People fear, loathe, and ignore change. The term “Brontosaurus” lost its official status to the correct “Apatosaurus” over a hundred years ago, but try telling that to a dino-loving kid. Those of us raised to believe Pluto is a planet will be sticking up for that demoted little rock till we’re buried. Recently, the Scrabble world went into a code-4 uproar when it seemed that the rules might be changed to allow proper names. (Don’t worry, folks, the change only applied to a new game called Scrabble Trickster.)

When it comes to the meaning of words themselves, change is even more upsetting. In a terrific article for the Boston Globe, Erin McKean looked at how “guys” is now frequently used to address groups of men and women. She writes: “Whether from a dearth of suitable alternatives or just from habit, ‘you guys,’ if not completely entrenched, is well on the way to being the standard casual way to address a group. Rather than fight that battle, we may want to save some indignation for the next awkward form of address to surface. I’m thinking it’s probably ‘dudes.’ (Seriously, dudes.)”

I know a segue when I see one. “Dude” is a magnificent specimen for discussing language change in general, because its meaning has shifted and shimmied a ton in a relatively short period of time.

Originally, back in the 1800s, “dude” referred to a dandy-ish sort of doofus. As the Oxford English Dictionary puts it, “dude” was “a name given in ridicule to a man affecting an exaggerated fastidiousness in dress, speech, and deportment, and very particular about what is æsthetically ‘good form’.” Later, in the American West, the term came to refer to “a non-westerner or city-dweller who tours or stays in the west of the U.S., esp. one who spends his holidays on a ranch,” and the tourist-attracting, money-making ranches they visited were “dude ranches.”

In the 20th century, “dude” evolved to take on a more neutral meaning. The term was adopted in the black community, then as now a prime spreader of new words and meanings. This 1967 OED example reflected the shift in meaning: “My set of Negro street types contained a revolving and sometimes disappearing (when the ‘heat’, or police pressure, was on) population… These were the local ‘dudes’, their term meaning not the fancy city slickers but simply ‘the boys’, ‘fellas’, the ‘cool people’.” In the sixties, the term attracted more coolness as it was embraced by surf culture, and by the seventies, a dude was just a guy.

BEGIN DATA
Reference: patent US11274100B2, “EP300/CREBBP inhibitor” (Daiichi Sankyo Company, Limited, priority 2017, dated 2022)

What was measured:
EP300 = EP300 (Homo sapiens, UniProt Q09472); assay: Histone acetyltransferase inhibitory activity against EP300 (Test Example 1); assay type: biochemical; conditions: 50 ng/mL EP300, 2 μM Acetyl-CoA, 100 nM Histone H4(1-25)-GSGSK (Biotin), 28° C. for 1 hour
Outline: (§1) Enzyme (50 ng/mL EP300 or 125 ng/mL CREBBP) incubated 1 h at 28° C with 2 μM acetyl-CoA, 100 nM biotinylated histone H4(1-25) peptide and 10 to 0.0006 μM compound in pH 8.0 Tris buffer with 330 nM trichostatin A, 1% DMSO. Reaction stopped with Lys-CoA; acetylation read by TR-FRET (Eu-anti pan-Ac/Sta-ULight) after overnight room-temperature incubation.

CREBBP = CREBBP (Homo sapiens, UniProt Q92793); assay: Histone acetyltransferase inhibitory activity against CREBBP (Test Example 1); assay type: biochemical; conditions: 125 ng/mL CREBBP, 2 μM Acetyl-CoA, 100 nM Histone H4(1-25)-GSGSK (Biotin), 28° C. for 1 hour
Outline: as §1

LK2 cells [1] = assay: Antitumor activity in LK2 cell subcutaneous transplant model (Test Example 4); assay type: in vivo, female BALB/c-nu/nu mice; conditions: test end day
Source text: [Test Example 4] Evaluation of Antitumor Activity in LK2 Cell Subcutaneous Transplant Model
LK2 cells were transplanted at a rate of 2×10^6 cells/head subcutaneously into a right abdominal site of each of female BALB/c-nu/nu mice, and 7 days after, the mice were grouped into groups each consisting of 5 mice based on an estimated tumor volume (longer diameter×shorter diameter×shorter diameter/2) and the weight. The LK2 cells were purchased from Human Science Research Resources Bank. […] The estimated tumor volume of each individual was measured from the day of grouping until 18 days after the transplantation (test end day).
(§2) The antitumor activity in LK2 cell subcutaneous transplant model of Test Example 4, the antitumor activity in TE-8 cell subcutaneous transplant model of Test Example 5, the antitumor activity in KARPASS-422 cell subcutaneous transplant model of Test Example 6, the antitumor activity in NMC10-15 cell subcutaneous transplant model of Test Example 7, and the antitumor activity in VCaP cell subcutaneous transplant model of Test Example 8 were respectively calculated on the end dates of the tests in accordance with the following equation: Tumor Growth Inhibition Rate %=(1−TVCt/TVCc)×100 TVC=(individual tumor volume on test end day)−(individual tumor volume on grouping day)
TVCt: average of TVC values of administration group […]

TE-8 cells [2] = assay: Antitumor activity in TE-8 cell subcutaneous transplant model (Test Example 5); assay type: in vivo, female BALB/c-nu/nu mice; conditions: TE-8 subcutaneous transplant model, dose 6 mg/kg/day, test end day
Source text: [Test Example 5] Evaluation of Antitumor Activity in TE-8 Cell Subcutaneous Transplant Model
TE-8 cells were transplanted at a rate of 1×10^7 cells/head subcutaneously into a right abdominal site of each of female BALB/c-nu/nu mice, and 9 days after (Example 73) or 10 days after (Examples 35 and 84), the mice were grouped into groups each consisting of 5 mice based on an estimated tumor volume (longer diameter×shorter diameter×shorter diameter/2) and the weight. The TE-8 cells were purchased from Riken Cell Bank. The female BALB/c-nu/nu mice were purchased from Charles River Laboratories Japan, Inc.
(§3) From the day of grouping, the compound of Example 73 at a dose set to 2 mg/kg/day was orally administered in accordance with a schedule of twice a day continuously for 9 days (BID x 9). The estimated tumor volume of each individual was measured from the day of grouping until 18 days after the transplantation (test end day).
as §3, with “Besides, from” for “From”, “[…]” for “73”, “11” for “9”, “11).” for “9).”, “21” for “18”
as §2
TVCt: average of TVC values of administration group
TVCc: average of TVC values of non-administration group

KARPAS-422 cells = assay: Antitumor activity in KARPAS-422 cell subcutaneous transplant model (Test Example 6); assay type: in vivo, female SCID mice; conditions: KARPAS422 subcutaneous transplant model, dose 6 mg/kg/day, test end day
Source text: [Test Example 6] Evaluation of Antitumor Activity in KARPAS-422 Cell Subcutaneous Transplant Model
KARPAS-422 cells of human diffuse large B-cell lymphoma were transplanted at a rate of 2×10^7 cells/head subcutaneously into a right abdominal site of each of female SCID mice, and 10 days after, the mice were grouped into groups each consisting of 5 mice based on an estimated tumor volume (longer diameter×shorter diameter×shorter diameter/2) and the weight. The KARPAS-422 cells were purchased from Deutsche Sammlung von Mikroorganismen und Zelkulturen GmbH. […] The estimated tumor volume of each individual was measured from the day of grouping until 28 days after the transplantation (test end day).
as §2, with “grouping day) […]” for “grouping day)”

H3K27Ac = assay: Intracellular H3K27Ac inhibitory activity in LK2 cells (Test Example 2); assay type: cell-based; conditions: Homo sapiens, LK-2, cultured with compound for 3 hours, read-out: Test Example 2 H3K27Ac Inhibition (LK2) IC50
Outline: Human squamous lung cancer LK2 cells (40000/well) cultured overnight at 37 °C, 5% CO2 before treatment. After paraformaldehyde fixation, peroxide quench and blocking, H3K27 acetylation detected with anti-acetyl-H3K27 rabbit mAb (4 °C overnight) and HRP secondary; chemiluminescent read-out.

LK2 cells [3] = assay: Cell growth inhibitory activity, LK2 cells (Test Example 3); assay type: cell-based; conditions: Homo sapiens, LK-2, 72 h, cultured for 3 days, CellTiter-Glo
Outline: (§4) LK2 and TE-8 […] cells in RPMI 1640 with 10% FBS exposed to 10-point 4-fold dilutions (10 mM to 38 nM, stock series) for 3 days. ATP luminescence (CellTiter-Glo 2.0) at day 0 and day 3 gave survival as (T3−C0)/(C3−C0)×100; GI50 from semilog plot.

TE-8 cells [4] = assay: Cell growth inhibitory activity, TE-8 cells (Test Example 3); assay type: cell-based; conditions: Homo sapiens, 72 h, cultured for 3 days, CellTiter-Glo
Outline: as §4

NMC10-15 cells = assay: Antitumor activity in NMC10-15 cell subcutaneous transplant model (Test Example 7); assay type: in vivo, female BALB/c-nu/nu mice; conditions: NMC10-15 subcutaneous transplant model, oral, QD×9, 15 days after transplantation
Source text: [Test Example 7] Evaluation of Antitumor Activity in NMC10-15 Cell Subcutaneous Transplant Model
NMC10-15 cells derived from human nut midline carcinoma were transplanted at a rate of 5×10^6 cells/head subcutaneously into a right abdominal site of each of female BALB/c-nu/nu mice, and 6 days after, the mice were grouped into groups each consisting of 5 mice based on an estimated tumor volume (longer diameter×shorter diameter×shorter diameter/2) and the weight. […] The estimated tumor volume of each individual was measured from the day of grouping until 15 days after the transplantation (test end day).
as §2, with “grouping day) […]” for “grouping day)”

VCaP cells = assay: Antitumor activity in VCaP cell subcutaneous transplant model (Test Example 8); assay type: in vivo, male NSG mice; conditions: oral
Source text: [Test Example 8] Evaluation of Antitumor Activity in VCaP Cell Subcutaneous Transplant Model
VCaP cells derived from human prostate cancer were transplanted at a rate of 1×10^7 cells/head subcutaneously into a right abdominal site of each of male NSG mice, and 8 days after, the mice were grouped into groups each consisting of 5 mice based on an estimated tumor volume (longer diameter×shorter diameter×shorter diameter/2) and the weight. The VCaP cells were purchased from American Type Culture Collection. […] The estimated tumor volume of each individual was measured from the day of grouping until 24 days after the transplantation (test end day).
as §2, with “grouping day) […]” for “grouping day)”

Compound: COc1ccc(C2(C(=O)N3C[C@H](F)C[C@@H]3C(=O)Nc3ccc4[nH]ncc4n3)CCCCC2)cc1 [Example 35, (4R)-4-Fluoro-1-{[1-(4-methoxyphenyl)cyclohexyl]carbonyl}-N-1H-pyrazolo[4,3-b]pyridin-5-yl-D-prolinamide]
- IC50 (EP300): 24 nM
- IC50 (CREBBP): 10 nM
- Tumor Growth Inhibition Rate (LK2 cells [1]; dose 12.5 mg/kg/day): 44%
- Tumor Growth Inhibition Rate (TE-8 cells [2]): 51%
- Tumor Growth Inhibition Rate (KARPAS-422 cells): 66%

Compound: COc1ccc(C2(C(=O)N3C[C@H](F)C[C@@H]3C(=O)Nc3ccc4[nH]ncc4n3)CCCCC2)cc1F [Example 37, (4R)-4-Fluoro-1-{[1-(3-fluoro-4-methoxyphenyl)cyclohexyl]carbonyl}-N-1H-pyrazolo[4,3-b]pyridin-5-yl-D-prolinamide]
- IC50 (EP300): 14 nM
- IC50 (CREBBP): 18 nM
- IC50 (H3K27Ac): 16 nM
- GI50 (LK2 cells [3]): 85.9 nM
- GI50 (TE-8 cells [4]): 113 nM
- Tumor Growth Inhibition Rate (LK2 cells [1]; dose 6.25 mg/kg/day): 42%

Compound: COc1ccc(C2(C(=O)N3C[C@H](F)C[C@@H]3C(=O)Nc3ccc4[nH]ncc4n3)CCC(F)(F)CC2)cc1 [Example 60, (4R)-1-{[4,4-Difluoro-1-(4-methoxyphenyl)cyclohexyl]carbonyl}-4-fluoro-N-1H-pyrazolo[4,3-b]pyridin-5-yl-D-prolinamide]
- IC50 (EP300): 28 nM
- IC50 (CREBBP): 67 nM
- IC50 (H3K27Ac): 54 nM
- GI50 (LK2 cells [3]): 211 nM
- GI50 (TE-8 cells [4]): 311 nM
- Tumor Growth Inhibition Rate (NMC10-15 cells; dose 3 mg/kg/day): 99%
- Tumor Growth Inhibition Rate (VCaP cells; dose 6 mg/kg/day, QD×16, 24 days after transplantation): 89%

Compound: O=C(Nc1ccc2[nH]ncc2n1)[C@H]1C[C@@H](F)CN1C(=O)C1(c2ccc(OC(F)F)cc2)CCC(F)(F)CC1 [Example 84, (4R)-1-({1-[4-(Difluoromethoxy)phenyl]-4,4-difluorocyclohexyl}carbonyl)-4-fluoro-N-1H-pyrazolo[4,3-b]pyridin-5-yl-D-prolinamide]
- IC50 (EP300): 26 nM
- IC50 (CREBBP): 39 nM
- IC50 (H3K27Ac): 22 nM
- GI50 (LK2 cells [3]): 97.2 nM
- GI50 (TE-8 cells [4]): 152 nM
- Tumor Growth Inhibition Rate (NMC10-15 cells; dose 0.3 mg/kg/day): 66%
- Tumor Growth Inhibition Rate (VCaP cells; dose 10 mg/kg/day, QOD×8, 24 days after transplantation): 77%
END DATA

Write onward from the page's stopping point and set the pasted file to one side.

The dude-slaught gained momentum through the 1980s and 1990s, as the Teenage Mutant Ninja Turtles and dude-heavy movies such as Fast Times at Ridgemont High, Bill and Ted’s Excellent Adventure, Wayne’s World, and Clerks helped make “dude” a ubiquitous (and, yep, often annoying) word. “Dude” became a widely used exclamation as well. The interjection sense of “dude” has been spoofed many times in comics and commercials. Here John Swansburg looks at a brilliant Bud Light ad in which the only word uttered is “dude,” pointing out the various purposes of the d-word, including “The interrogative dude” and “The deflated dude.”

As for dudes and gender, there is a surprisingly long history of women being dudes—and not just in terms such as “dudette” and “dudine.” The OED records “dude” as meaning “a person (of either sex). Freq. as a familiar form of address” as far back as 1974. This 1981 use is typical: “We’re not talking about a lame chick and a gnarly guy. We’re talking about a couple of far-out dudes.” But even as far back as 1952, Robert E. Knoll wrote, “Nor do my students believe that a dude must be a man, for a city woman as well as her husband can be a dude.” And in University of Pittsburgh linguistics prof Scott Kiesling’s 2004 article “Dude”—the most recent example of dude scholarship—he found that while “dude” is used most often in male-male interactions, it is used in every possible gender combination, and more among women than in mixed-gender groups. Dude-spouting women share what Kiesling calls the “cool solidarity” that “dude” provides.

In a non-surprise, Kiesling found that men are least likely to use “dude” in “intimate relationships with women,” though they will use it often with close female friends. This confirms the long-held belief that “dude” is not anyone’s idea of an aphrodisiac. Well, unless you’re turned on by wordplay, such as the OED-recorded “dudedom,” “dudeness,” “dudery,” “dudism,” and “dudish”—all used in the late 1800s for foppish fellows—or contemporary spellings such as “dood,” “duuuude,” and “duuuuuuuuuuuuuuuuude.”

And then there are the variations of the stammering Jeff Bridges in The Big Lebowski, a sacred text for comtemporary dudes everywhere:

“I am not Mr. Lebowski. You’re Mr. Lebowski. I’m the Dude, so that’s what you call me, you know, uh, that or, uh, His Dudeness or Duder or, uh, El Duderino if you’re not into the whole brevity thing.“

Who could complain about the evolution of a word with innovations like that? Only those foolhardy or brave enough to risk the cool-free state Bridges’ co-star John Goodman described as “very un-dude.”

—————–

I love the word *Dude* so I thought I’d share this article I stumbled across today.  Sassycas and I always refer to each other as “Dude.”  Granted, we do get odd looks on occasion, but we don’t care.  Some habits just don’t need broken…and this is one we enjoy and will keep.

Have you used “dude” in at least 10 sentances today?  If not, keep trying and you too can achieve greatness.

~ Chica Pants, Her Dudeness